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Information About Dental caries

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  Dental caries
 

Dental caries, also known colloquially as tooth decay, is a disease of the teeth resulting in damage to tooth structure. The cavities formed because of dental caries are called dental cavities.

Dental caries is one of the most common disorders affecting humans [1] [2]. It usually occurs in children and young adults, but can affect any person. It is the most significant cause of tooth loss in younger people.

The mouth contains a wide variety of bacteria, but only a few specific species of bacteria cause dental caries: Streptococcus mutans and Lactobacilli. These bacteria convert foods—especially sugar and starch—into acids such as lactic acid created through fermentation processes. These acids seep into the tooth and can wear away tooth structure. If conditions in the mouth are favorable, S. mutans and Lactobacilli will continue to thrive and continue to secrete these acids. Bacteria, acid, food debris and saliva combine in the mouth to form a sticky substance called plaque that adheres to the teeth.

It is most prominent on the grooved chewing surfaces of molars, just above the gum line on all teeth, and at the margins of fillings. Plaque that is not removed from the teeth may mineralize into calculus (formerly known as tartar). Plaque and calculus irritate the gums, resulting in gingivitis. Periodontitis occurs when there is loss of gingival attachment.

The acids secreted by S. mutans and Lactobacilli in the plaque dissolve the enamel surface of the tooth. As the bacteria become more prolific, the bacteria will follow the advancing front of acid damage and infect the dentin within the tooth. Left untreated, carious lesions will increase in severity from small discolored stains to actual holes in the tooth (cavities). Cavities are usually painless until they grow very large inside the internal structures of the tooth (the dentin and the pulp at the core) and can kill the nerve and disrupt the blood vessels in the tooth. If left untreated, complications may occur such as acute irreversible pulpitis (infection of the pulp) or acute apical pulpitis (abcesses within the mandible.)

Plaque and bacteria begin to accumulate within 20 minutes after eating, the time when most bacterial activity occurs. If plaque and bacteria are left on the teeth, cavities can develop, and untreated tooth decay can result in death of the internal structures of the tooth and ultimately the loss of the tooth.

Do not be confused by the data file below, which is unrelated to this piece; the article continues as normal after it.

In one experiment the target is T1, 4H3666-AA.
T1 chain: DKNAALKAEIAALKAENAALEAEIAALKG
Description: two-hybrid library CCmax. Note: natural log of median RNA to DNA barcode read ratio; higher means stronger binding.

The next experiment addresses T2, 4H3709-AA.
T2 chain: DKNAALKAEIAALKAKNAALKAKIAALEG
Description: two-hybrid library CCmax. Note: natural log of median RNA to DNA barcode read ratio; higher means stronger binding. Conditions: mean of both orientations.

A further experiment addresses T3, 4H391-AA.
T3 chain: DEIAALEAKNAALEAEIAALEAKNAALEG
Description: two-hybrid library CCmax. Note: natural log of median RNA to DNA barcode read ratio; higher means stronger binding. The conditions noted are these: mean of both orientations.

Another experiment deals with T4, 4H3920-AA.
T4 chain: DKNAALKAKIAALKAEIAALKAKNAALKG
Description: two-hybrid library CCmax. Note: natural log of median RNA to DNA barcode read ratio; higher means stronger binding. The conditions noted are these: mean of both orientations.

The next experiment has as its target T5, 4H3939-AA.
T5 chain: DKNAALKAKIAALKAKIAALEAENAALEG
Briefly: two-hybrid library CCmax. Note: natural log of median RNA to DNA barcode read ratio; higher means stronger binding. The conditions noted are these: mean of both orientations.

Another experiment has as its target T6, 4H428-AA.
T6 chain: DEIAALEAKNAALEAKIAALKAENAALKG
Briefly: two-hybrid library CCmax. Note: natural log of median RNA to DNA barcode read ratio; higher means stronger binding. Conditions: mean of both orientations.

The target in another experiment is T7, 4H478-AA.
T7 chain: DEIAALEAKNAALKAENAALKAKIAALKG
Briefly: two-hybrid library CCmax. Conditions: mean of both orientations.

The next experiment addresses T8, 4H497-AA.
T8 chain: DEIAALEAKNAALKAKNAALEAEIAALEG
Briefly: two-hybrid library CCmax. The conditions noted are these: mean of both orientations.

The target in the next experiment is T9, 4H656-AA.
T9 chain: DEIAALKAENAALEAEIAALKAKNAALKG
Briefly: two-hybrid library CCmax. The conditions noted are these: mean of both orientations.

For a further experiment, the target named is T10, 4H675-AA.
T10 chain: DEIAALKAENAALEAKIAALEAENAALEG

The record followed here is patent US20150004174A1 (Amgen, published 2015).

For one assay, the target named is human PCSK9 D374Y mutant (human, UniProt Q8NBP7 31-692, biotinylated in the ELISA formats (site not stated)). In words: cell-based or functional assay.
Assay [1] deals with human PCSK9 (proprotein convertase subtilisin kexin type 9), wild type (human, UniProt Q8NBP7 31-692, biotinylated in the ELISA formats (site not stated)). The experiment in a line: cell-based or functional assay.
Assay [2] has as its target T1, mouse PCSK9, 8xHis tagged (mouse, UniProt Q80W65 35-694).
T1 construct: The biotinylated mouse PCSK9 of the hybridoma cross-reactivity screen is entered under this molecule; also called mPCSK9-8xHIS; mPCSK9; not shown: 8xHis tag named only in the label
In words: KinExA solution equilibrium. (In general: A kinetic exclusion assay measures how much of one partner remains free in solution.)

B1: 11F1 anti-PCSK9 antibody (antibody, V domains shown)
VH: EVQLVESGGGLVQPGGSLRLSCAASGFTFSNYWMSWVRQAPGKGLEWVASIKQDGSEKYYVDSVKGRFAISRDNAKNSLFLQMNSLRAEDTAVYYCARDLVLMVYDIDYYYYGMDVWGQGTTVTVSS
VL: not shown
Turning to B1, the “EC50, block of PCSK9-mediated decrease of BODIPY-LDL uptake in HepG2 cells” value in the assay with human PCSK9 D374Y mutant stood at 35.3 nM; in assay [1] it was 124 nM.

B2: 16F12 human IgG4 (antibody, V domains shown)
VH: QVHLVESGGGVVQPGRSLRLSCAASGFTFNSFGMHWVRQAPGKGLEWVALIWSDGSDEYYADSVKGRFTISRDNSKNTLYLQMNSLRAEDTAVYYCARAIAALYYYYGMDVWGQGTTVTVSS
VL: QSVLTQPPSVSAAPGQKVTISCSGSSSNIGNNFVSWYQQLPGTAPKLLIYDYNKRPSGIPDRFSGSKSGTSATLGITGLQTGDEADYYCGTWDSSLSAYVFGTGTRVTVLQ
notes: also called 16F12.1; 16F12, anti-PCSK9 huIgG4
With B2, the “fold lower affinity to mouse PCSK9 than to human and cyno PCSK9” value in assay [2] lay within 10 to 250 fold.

Dietary sugars and starches (carbohydrates) increase the risk of tooth decay. The type of carbohydrate and the timing and frequency of ingestion are more important than the amount. Sticky foods are more harmful than nonsticky foods because they remain on the surface of the teeth. Frequent snacking increases the time that acids are in contact with the surface of the tooth.

Signs and symptoms of dental caries

  • toothache (technically called odontalgia or odontalgy)-- particularly after sweet or hot or cold foods or drinks (sensitivity)
  • visible pits or holes (cavities) in the teeth
  • halitosis (bad breath)

The earliest sign of a carious lesion is the appearance of a chalky white spot on the surface of the tooth (aka white spot lesion), indicating an area of demineralization caused by acid. As the lesion continues to demineralize, it begins to turn brown. If the lesion's progress continues unchecked, the demineralization can turn into a gross cavitation (a 'cavity'). Brown spot lesions that look shiny indicate that the demineralization process has stopped; this is now just a stain. Brown spot lesions that look dull indicate that active caries are present.

Most dental caries are discovered in the early stages during routine checkups. The surface of the tooth may be soft when probed with a sharp instrument, such as a dental explorer. Pain may not be present until the advanced stages of tooth decay, when the bacterial infection reaches the deeper layers of the tooth and begins to involve the nerve fibers at or near the pulp. Dental radiographs, produced when X-rays are shot through the jaw and picked up on film, may show some cavities before they are visible to the eye.

This article is from Wikipedia. All text is available under the terms of the GNU Free Documentation License
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